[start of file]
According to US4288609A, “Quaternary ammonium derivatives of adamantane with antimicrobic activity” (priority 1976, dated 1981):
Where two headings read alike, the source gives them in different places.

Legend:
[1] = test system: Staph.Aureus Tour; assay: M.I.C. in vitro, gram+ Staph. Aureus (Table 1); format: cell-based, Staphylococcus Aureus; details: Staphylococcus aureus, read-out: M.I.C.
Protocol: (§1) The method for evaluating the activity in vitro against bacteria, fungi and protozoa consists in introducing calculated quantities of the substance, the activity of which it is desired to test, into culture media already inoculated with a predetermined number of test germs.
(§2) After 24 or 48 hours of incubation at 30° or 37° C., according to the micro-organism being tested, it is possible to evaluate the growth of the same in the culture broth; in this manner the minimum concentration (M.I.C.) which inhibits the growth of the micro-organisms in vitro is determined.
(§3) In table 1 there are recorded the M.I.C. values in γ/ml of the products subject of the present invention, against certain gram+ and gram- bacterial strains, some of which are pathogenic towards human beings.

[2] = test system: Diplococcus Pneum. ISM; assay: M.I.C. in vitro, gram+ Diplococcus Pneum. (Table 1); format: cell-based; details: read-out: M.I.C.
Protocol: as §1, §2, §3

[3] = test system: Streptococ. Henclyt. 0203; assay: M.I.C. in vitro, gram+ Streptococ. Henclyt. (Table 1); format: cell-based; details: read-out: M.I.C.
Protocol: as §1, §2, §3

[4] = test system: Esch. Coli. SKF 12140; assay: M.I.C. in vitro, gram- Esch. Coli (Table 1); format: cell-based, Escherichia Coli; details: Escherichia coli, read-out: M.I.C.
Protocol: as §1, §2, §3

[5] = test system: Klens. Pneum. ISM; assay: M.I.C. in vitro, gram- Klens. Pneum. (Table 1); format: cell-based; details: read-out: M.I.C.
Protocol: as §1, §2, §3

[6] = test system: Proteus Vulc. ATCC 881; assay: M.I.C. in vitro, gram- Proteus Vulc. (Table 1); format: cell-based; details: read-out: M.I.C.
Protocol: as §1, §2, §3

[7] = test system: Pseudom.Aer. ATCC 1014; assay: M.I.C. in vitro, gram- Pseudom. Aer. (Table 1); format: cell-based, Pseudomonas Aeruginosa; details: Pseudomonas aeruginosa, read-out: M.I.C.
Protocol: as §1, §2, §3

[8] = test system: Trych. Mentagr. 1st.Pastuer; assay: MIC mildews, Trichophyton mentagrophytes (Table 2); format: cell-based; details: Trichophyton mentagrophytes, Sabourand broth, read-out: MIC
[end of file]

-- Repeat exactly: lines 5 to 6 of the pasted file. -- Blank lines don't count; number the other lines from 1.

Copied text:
Protocol: (§1) The method for evaluating the activity in vitro against bacteria, fungi and protozoa consists in introducing calculated quantities of the substance, the activity of which it is desired to test, into culture media already inoculated with a predetermined number of test germs.
(§2) After 24 or 48 hours of incubation at 30° or 37° C., according to the micro-organism being tested, it is possible to evaluate the growth of the same in the culture broth; in this manner the minimum concentration (M.I.C.) which inhibits the growth of the micro-organisms in vitro is determined.